First, prove your worth and then become the best leader
It can’t be denied, in recent years more and more women have been founding their own businesses and occupying senior roles. The words “a woman in tech” no longer sound like an oxymoron. Granted, men still remain a privileged caste: they are more likely to be forgiven mistakes, and all things being equal investors tend to give their support to businesses run by men.
These rules however exist only at the initial stage when you are still taking your first steps. In order to win confidence from employees, investors, and partners and to shatter the “glass ceiling”, women have to initially work much harder than men. However, this gender gap only exists until you have demonstrated expertise and perseverance.
According to studies, women are better leaders than men. They possess greater initiative, are better adaptive to change, and are better in self-growth and achieving results. The job of a leader today is not just to distribute instructions to subordinates, rather it is also to inspire them to show creativity and develop independence, and as research shows, it is women who better rise to these challenges.
There is one more rule of business that people often overlook: there is no single right way to tackle a certain problem or business goal. Even when the initial conditions are the same, there may be a large number of potential solutions. For a tech company, having a woman (or women) on the team can serve to provide a new perspective on the problem and generate alternative solutions. It, therefore, proves useful to combine men and women in a team.
Gender parity is still a long way off
In the American tech industry, women are a minority, representing just 22% out of 7.5 million jobs. The number of managers is much lower still: among the Fortune 500 – the top American companies – only 41 women held the position of CEO (8%) in 2021, and that is already a record.
Women working in the tech world tend to change their fields more often. During a 12-year study, 50% of women abandoned a career in STEM.
Naturally, gender inequality in tech is linked with gender inequality in other spheres of life. We have long-lived within a patriarchal society, and many stereotypes remain entrenched. A male manager is seen primarily as a professional, while a woman manager is seen primarily as a woman. For example, when female CEOs are interviewed, among the questions most commonly posed to them are ones dealing with their gender, and not business or other universal issues: isn’t it hard for a woman to run a business? Do her male subordinates heed her?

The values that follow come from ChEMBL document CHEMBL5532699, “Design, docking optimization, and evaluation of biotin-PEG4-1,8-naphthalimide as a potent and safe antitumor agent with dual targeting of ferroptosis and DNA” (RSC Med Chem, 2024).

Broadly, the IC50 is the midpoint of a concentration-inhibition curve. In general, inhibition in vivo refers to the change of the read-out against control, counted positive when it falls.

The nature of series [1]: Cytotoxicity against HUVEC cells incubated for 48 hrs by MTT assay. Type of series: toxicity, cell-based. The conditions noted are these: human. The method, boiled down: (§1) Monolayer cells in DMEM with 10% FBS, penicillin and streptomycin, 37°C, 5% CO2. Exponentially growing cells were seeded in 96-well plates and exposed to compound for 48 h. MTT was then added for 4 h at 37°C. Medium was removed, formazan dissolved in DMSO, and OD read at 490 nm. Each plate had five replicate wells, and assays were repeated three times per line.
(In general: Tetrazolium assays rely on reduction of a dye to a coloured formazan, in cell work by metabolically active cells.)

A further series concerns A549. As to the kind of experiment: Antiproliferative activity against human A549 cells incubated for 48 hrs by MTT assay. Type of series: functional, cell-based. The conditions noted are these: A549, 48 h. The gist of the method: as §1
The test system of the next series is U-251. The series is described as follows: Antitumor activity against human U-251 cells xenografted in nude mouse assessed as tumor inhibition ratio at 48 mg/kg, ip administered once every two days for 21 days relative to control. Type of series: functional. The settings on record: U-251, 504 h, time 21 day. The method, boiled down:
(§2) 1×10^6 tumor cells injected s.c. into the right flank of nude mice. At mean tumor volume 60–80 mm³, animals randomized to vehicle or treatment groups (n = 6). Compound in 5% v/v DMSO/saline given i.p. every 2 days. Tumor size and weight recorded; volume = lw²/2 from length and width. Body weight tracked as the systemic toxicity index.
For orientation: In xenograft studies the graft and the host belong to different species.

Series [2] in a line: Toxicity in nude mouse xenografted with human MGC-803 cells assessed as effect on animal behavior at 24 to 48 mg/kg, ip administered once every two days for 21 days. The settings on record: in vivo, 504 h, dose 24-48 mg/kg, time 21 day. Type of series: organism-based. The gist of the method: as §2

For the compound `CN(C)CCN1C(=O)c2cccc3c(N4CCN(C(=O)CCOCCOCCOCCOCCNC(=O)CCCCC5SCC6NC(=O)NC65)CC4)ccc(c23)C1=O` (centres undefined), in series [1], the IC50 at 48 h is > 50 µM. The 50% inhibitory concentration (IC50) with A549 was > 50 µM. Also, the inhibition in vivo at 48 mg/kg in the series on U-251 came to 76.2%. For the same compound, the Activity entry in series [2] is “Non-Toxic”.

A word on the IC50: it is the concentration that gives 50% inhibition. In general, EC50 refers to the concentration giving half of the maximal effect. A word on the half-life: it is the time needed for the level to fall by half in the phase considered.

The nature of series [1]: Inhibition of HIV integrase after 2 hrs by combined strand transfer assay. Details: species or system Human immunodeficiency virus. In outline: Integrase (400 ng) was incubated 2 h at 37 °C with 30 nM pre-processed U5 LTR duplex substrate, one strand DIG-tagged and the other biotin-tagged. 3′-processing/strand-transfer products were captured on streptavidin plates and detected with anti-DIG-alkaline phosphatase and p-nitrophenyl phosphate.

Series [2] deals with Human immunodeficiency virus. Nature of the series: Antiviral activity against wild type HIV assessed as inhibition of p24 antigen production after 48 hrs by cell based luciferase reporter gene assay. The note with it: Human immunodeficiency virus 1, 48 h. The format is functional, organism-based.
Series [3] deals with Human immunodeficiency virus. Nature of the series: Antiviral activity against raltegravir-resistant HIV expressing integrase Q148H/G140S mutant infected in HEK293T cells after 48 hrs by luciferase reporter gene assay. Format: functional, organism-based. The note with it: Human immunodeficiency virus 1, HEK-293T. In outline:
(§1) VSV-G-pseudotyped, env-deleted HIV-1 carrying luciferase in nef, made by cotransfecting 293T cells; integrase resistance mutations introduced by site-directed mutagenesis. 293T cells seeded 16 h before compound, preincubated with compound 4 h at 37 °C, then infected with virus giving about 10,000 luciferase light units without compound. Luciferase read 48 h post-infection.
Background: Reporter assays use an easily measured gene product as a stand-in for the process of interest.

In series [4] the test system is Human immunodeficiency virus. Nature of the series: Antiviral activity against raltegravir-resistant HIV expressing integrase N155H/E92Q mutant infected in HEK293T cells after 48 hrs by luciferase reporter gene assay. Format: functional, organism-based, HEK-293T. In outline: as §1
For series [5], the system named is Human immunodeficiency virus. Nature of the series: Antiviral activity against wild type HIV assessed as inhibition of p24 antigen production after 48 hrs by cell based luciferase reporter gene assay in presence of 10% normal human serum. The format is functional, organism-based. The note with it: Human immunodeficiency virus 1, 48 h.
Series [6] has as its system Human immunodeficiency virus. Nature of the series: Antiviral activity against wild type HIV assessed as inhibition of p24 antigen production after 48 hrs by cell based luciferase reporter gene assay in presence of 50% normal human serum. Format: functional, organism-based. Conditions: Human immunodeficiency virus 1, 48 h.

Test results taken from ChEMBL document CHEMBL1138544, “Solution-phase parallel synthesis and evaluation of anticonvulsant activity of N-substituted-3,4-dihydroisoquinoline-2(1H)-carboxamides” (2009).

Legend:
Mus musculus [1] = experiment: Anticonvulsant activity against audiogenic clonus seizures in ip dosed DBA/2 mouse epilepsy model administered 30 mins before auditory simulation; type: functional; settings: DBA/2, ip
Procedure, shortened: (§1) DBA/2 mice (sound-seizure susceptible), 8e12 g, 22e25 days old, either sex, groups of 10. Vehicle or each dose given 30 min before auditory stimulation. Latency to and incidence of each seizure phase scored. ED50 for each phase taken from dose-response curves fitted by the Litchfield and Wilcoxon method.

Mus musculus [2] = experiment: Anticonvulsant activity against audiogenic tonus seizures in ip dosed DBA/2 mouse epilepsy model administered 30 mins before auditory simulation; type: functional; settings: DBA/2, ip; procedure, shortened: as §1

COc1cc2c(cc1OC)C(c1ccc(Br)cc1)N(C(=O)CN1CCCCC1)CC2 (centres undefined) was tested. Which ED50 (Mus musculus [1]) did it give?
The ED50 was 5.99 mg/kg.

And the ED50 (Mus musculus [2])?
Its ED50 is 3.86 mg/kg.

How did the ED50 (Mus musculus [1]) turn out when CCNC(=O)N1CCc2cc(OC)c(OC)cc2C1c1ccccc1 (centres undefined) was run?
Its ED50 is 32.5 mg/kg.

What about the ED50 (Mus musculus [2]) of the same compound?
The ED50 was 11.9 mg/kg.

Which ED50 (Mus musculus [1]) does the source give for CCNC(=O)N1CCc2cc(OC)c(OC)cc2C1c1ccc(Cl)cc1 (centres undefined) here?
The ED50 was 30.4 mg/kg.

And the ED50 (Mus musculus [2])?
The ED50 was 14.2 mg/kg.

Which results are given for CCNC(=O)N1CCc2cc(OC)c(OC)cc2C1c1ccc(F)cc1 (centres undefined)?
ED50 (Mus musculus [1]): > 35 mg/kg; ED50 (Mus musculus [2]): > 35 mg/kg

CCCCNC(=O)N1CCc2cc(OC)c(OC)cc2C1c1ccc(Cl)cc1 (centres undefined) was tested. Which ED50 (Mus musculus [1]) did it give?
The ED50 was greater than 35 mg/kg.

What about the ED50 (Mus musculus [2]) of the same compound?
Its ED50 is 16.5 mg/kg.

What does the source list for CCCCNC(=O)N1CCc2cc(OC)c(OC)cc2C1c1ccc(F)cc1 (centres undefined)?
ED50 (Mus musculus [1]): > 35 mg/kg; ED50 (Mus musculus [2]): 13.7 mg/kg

We have long since moved away from that original patriarchal system, but judging from forecasts, we might have to wait another century and a half to reach gender parity. To this day a certain divide persists between “male” and “female” matters: women should look after children, cook and clean, and care for their beauty, while the stereotypical programmer or top manager continues to be a man.
No one can walk your road for you
There is one more factor holding women back: we rarely initiate pay raises and promotions ourselves, due to thinking of ourselves as not qualified enough or not ready yet. This is why most senior management positions are occupied by men, even if their female subordinates often have a higher level of knowledge and skills.
To put it simply, we lack courage, self-confidence and the habit of taking that first daring step into the unknown.
No one else can walk your road for you, no one else can show initiative and say, “I want to and I can, I’m going to give it a try.” Intel’s vice-president Rachel Mushahwar has given some great advice: “Start before you are ready.” Accept challenges that might seem daunting, impossible. Never stop developing and learning as you go along, and you will be surprised just how far you will go.
I once dreamed of working in an auditing firm, but when I realized that such slow-paced corporate culture wasn’t for me, I risked making a change in my field of endeavor and I moved into the tech industry. Launching BetterMe in 2016 was an experiment and an adventure. Yes, we had the analytics data, we saw the demand for content in the area of health & fitness, but no one in the world could provide a 100% guarantee that everything would be a success, that all our effort would prove justified in the end. Yet, within less than a year, we had become a top app in the Health & Fitness category in the American App Store.
It is silly for us to live in fear. The worst thing that might happen is that we gain greater experience. The worst that might happen is that you will be turned down. But you will never discover the best that can happen if you don’t try.
My name is Victoria Repa, I’m the founder and CEO of BetterMe, a leading behavioral healthcare company with over 100M users worldwide. I am also a nominee for the Forbes 30 Under 30 listing and a graduate of Apple Entrepreneur Camp.
A female CEO in a tech company in 2021 is a phenomenon that is not yet widespread but certainly real. During my nearly six years in this position, I have gained many insights which I want to share with you.